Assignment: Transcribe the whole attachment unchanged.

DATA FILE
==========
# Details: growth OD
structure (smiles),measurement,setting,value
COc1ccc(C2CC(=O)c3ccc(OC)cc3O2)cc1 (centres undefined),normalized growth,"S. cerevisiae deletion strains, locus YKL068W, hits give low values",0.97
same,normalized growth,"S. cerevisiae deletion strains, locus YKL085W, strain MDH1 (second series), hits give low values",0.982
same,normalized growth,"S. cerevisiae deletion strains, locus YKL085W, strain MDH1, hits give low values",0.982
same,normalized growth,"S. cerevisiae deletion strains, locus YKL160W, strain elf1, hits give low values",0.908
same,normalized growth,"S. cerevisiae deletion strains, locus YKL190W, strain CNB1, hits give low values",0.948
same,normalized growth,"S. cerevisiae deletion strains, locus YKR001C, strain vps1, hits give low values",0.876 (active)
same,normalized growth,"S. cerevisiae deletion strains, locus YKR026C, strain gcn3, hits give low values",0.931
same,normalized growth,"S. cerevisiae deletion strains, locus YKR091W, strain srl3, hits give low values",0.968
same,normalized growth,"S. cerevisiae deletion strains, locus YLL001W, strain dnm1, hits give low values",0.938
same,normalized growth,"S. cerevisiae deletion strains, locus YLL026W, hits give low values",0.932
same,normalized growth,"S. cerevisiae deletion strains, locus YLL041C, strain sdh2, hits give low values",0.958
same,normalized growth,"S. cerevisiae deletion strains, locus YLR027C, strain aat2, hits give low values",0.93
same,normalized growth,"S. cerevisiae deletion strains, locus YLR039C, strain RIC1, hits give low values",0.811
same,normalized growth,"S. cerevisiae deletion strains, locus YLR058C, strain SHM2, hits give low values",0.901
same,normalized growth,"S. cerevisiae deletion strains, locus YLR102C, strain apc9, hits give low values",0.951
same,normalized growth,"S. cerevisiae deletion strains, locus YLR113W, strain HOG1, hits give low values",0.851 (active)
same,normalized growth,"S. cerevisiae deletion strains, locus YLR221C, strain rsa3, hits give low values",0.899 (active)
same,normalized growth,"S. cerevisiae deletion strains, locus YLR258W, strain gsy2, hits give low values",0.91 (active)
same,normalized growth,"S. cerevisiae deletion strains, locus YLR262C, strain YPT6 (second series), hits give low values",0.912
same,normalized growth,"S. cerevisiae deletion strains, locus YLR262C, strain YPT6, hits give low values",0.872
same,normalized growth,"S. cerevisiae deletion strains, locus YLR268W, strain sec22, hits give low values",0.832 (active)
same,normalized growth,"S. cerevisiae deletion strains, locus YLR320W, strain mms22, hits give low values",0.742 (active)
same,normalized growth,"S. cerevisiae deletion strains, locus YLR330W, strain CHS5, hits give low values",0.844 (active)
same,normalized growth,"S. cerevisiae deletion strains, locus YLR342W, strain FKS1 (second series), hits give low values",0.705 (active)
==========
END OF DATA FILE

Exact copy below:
# Details: growth OD
structure (smiles),measurement,setting,value
COc1ccc(C2CC(=O)c3ccc(OC)cc3O2)cc1 (centres undefined),normalized growth,"S. cerevisiae deletion strains, locus YKL068W, hits give low values",0.97
same,normalized growth,"S. cerevisiae deletion strains, locus YKL085W, strain MDH1 (second series), hits give low values",0.982
same,normalized growth,"S. cerevisiae deletion strains, locus YKL085W, strain MDH1, hits give low values",0.982
same,normalized growth,"S. cerevisiae deletion strains, locus YKL160W, strain elf1, hits give low values",0.908
same,normalized growth,"S. cerevisiae deletion strains, locus YKL190W, strain CNB1, hits give low values",0.948
same,normalized growth,"S. cerevisiae deletion strains, locus YKR001C, strain vps1, hits give low values",0.876 (active)
same,normalized growth,"S. cerevisiae deletion strains, locus YKR026C, strain gcn3, hits give low values",0.931
same,normalized growth,"S. cerevisiae deletion strains, locus YKR091W, strain srl3, hits give low values",0.968
same,normalized growth,"S. cerevisiae deletion strains, locus YLL001W, strain dnm1, hits give low values",0.938
same,normalized growth,"S. cerevisiae deletion strains, locus YLL026W, hits give low values",0.932
same,normalized growth,"S. cerevisiae deletion strains, locus YLL041C, strain sdh2, hits give low values",0.958
same,normalized growth,"S. cerevisiae deletion strains, locus YLR027C, strain aat2, hits give low values",0.93
same,normalized growth,"S. cerevisiae deletion strains, locus YLR039C, strain RIC1, hits give low values",0.811
same,normalized growth,"S. cerevisiae deletion strains, locus YLR058C, strain SHM2, hits give low values",0.901
same,normalized growth,"S. cerevisiae deletion strains, locus YLR102C, strain apc9, hits give low values",0.951
same,normalized growth,"S. cerevisiae deletion strains, locus YLR113W, strain HOG1, hits give low values",0.851 (active)
same,normalized growth,"S. cerevisiae deletion strains, locus YLR221C, strain rsa3, hits give low values",0.899 (active)
same,normalized growth,"S. cerevisiae deletion strains, locus YLR258W, strain gsy2, hits give low values",0.91 (active)
same,normalized growth,"S. cerevisiae deletion strains, locus YLR262C, strain YPT6 (second series), hits give low values",0.912
same,normalized growth,"S. cerevisiae deletion strains, locus YLR262C, strain YPT6, hits give low values",0.872
same,normalized growth,"S. cerevisiae deletion strains, locus YLR268W, strain sec22, hits give low values",0.832 (active)
same,normalized growth,"S. cerevisiae deletion strains, locus YLR320W, strain mms22, hits give low values",0.742 (active)
same,normalized growth,"S. cerevisiae deletion strains, locus YLR330W, strain CHS5, hits give low values",0.844 (active)
same,normalized growth,"S. cerevisiae deletion strains, locus YLR342W, strain FKS1 (second series), hits give low values",0.705 (active)